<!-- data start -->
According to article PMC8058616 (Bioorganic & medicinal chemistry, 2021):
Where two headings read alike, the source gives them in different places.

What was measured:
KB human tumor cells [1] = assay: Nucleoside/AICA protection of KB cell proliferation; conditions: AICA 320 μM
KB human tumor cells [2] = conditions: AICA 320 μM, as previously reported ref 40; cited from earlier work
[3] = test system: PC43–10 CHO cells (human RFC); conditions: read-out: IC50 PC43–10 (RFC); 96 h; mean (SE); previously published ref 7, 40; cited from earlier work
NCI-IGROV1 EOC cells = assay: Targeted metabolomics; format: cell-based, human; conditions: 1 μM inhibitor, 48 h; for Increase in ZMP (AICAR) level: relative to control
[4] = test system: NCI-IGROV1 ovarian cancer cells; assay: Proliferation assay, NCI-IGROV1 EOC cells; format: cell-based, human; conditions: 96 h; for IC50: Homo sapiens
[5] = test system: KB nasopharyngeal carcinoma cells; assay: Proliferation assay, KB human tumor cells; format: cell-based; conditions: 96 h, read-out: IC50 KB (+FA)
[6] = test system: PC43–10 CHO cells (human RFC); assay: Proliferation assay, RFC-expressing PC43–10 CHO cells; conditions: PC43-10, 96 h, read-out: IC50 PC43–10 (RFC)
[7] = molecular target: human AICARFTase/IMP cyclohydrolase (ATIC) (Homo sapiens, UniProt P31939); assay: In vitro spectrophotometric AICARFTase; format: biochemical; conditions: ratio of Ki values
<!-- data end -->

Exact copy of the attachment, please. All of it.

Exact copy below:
According to article PMC8058616 (Bioorganic & medicinal chemistry, 2021):
Where two headings read alike, the source gives them in different places.

What was measured:
KB human tumor cells [1] = assay: Nucleoside/AICA protection of KB cell proliferation; conditions: AICA 320 μM
KB human tumor cells [2] = conditions: AICA 320 μM, as previously reported ref 40; cited from earlier work
[3] = test system: PC43–10 CHO cells (human RFC); conditions: read-out: IC50 PC43–10 (RFC); 96 h; mean (SE); previously published ref 7, 40; cited from earlier work
NCI-IGROV1 EOC cells = assay: Targeted metabolomics; format: cell-based, human; conditions: 1 μM inhibitor, 48 h; for Increase in ZMP (AICAR) level: relative to control
[4] = test system: NCI-IGROV1 ovarian cancer cells; assay: Proliferation assay, NCI-IGROV1 EOC cells; format: cell-based, human; conditions: 96 h; for IC50: Homo sapiens
[5] = test system: KB nasopharyngeal carcinoma cells; assay: Proliferation assay, KB human tumor cells; format: cell-based; conditions: 96 h, read-out: IC50 KB (+FA)
[6] = test system: PC43–10 CHO cells (human RFC); assay: Proliferation assay, RFC-expressing PC43–10 CHO cells; conditions: PC43-10, 96 h, read-out: IC50 PC43–10 (RFC)
[7] = molecular target: human AICARFTase/IMP cyclohydrolase (ATIC) (Homo sapiens, UniProt P31939); assay: In vitro spectrophotometric AICARFTase; format: biochemical; conditions: ratio of Ki values